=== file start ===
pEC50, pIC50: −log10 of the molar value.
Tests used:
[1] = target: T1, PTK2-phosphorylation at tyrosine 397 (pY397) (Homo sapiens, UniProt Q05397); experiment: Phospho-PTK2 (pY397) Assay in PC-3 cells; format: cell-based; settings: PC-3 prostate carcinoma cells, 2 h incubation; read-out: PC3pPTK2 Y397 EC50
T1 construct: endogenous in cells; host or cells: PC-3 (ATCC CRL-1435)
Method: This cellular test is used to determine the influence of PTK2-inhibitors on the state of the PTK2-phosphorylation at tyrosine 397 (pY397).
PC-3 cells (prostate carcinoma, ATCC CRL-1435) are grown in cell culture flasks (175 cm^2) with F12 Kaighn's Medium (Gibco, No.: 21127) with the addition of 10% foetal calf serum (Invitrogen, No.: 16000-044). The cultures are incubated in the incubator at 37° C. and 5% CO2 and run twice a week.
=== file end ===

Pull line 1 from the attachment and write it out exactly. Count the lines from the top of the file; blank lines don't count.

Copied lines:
pEC50, pIC50: −log10 of the molar value.